WASHINGTON — Employees of Wall Street investment banks, whose role in the unregulated sub-prime mortgage market helped stall the U.S. economy, have donated more than $5 million to the top four Republican and Democratic presidential candidates.
A McClatchy analysis of the latest Federal Election Commission filings found that employees and executives of 12 firms — including Merrill Lynch, Citicorp, Lehman Brothers and Swiss-owned UBS — made hefty contributions to candidates in both parties but seemed to be betting more on Democrats.
The companies are among those who have the most at stake in the next election: They've already sustained losses approaching $100 billion, politicians are talking about tougher regulations and the new administration will have a large hand in crafting policies to address the sub-prime crisis. With the prospect of growing foreclosures for homeowners with shaky credit, the value of hundreds of billions of dollars in bundled mortgages could plummet.
Democratic candidates Sens. Hillary Clinton of New York and Barack Obama of Illinois were the leading recipients of cash from employees of these firms, collecting half the $7.4 million in donations to 15 major presidential candidates.
Through Dec. 31, Clinton had collected more than $2 million in donations from employees of 12 banking firms caught up in the sub-prime mess. She received $373,020 from Morgan Stanley workers, $316,001 from Goldman Sachs employees and nearly $290,000 from Citicorp. workers.
Obama got $1.7 million from the same firms, including $288,835 from Goldman Sachs employees, $242,395 from UBS workers and $226,805 from Lehman Brothers employees.
Clinton spokesman Phil Singer said the New York senator ``went to Wall Street and directly challenged the industry to take specific steps to stem the sub-prime housing crisis. She is intent on fixing the housing crisis and making sure that people are able to keep their homes.''
Clinton has proposed a three-month freeze on mortgage foreclosures, a plan that would drive down the value of bundled mortgages held by the banks. She also wants to force banks to require lenders to freeze mortgage interest rates for five years at the sub-market ``teaser'' levels that enabled millions of Americans to buy homes that they couldn't afford.
In Thursday night's debate with Clinton, Obama said he opposed an interest rate freeze, ``not because we need to protect the banks,'' but because it would drive up interest rates across the board.
Obama's spokesmen didn't immediately respond to requests for comment.
On the Republican side, former Massachusetts Gov. Mitt Romney received $893,915 in donations, topped by $146,970 from employees of Merrill Lynch, $124,050 from Morgan Stanley workers, $121,950 from Lehman Brothers employees and $120,000 from Goldman Sachs workers.
Arizona Sen. John McCain, whose campaign was so starved for cash in December that he took a $3 million bank loan, got $704,423 from employees of investment banks and two large banks, led by $145,715 from Merrill Lynch workers and $124,661 from Citicorp. employees.
Romney spokesman Kevin Madden said the governor's political contributors supported ``his experience and his vision for strengthening the country'' and that Romney's positions on the sub-prime crisis were ``driven by his desire to help American homeowners and stabilize'' the economy.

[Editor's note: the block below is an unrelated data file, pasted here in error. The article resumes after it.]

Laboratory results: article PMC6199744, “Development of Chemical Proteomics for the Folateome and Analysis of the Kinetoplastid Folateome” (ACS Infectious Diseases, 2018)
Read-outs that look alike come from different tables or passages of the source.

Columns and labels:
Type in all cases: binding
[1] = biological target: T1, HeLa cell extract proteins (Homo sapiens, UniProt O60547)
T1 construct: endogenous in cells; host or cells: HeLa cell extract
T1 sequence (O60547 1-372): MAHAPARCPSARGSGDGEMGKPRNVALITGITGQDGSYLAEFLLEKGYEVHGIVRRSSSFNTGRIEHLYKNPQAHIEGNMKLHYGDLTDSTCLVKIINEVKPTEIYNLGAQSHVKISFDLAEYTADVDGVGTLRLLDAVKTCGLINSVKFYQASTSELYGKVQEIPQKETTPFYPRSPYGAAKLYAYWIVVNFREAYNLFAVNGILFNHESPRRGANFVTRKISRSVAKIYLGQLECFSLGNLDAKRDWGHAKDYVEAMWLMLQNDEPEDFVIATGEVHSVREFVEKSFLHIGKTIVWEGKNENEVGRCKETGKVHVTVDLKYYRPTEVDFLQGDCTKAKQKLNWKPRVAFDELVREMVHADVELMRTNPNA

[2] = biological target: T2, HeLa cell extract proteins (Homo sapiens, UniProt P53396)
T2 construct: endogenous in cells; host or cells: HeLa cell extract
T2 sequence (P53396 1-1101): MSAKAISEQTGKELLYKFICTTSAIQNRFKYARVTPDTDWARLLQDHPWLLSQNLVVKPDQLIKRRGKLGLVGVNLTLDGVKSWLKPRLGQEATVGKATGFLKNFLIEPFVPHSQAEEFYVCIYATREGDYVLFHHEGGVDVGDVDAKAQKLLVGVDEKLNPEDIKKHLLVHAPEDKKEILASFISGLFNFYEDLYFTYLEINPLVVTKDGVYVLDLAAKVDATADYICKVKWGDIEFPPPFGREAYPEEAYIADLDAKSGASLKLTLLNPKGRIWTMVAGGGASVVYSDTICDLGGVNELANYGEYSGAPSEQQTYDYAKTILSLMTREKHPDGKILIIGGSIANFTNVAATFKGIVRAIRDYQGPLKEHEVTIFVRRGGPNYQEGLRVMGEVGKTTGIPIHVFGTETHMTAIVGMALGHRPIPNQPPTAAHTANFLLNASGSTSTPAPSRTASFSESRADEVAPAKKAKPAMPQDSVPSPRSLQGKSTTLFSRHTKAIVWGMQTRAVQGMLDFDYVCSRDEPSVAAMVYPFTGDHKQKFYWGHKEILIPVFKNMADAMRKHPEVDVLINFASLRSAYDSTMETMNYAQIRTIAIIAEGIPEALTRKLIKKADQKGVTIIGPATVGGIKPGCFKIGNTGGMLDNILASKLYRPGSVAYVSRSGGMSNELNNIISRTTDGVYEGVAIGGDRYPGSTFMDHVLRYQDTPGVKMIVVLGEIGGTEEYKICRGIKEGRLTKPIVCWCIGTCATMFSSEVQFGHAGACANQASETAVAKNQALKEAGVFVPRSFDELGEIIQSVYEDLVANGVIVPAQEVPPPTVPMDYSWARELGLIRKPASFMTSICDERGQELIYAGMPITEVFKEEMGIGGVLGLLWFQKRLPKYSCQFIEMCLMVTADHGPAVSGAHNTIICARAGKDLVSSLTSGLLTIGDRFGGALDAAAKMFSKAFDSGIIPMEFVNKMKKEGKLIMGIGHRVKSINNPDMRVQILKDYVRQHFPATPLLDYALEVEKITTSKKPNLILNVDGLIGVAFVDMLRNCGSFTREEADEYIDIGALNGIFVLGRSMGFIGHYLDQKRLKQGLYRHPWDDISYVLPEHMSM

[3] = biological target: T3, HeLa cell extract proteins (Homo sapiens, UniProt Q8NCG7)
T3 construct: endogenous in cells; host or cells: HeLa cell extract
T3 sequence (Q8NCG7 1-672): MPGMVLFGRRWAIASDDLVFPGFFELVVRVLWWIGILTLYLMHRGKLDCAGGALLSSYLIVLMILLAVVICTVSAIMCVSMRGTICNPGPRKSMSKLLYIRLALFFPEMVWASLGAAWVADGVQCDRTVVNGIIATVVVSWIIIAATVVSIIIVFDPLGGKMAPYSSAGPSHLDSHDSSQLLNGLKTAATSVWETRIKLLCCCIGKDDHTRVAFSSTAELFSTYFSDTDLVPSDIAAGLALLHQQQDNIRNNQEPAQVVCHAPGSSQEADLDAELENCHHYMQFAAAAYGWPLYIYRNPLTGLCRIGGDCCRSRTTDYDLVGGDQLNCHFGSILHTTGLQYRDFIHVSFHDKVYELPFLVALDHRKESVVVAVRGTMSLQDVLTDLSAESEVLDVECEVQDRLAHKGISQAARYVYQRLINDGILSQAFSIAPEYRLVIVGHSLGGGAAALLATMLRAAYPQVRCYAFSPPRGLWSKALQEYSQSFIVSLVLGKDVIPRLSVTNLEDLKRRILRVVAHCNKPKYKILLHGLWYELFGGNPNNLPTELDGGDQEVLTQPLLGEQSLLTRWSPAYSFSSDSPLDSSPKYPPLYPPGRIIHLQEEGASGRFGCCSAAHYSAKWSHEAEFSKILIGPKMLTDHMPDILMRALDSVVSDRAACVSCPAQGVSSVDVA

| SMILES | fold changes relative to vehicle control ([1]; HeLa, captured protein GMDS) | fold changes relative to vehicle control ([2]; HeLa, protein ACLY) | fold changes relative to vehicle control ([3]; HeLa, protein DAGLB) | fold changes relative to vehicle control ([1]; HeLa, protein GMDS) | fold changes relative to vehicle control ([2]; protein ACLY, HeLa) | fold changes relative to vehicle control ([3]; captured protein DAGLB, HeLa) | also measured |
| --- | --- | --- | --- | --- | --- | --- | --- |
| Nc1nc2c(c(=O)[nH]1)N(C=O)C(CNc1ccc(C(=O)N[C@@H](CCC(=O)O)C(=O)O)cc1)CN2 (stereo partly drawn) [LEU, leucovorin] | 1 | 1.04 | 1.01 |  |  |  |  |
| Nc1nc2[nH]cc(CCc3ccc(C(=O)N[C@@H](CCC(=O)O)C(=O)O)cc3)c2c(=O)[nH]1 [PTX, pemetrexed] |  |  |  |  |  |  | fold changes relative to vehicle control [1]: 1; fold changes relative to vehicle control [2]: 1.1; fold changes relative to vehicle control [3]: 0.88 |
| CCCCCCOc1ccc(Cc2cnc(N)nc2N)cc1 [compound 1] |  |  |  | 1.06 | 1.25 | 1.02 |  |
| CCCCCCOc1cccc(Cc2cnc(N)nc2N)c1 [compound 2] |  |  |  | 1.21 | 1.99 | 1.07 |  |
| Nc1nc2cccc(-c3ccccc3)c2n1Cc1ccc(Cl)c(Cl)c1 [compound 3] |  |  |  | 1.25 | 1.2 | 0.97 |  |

Aides to McCain, who has a reputation as a campaign finance reformer, didn't respond to requests for comment about his donations from sub-prime industry players.
The investment banking firms — either major sub-prime lenders or firms that now hold portfolios of sub-prime loans — had little to say about their employees' and executives' donations.
Spokeswoman Selena Morris of Merrill Lynch, which has written off some $20 billion in losses on sub-prime mortgages and securities in recent months, said that ``neither Merrill Lynch nor its PAC contribute to presidential campaigns.'' Its employees, she said, ``are free to participate in the political process just like any other citizen.''
A spokeswoman for Morgan Stanley, which wrote off $9.4 billion in losses last year, declined to comment, and representatives of several of the other firms didn't respond to requests for comment.
Michael Calhoun, the president of the North Carolina-based Center for Responsible Lending, said that predatory lending legislation already has passed the U.S. House of Representatives. He said he suspected that the investment banks ``want to have that outcome influenced by the administration,'' either the Bush administration or the next president's.
Other government decisions also could affect the firms' bottom lines.
Patricia McCoy, a University of Connecticut law professor, said the industry wanted to avoid legislation that would allow homeowners who were facing foreclosure on their mortgages to sue the current holders of sub-prime loans.
But Allen Fishbein, who watches over the housing industry for the Consumer Federation of America, said his group thought that with more accountability, big banks would do a better job of policing the kinds of mortgages that were written.
Consumer groups also are pushing Congress and the Bush administration to rewrite bankruptcy laws to allow judges to write down mortgage debts on primary residences. That's a measure that Wall Street mortgage holders are sure to resist, Fishbein said.
Here are the firms and their employees' total donations to all presidential candidates through Dec. 31:
Goldman Sachs, $1,046583; Citicorp, $961,745; Morgan Stanley, $913,914; Lehman Brothers, $906,652; Merrill Lynch, $712,603; Credit-Suisse, $545,911; UBS, $498,470; J.P. Morgan, $458,327; Bear Stearns, $373,427; Bank of America, $351,654; Deutsche Bank, $331,927; Wachovia, $258,376.
_Source: Federal Election Commission
(Tish Wells and Kevin G. Hall contributed.)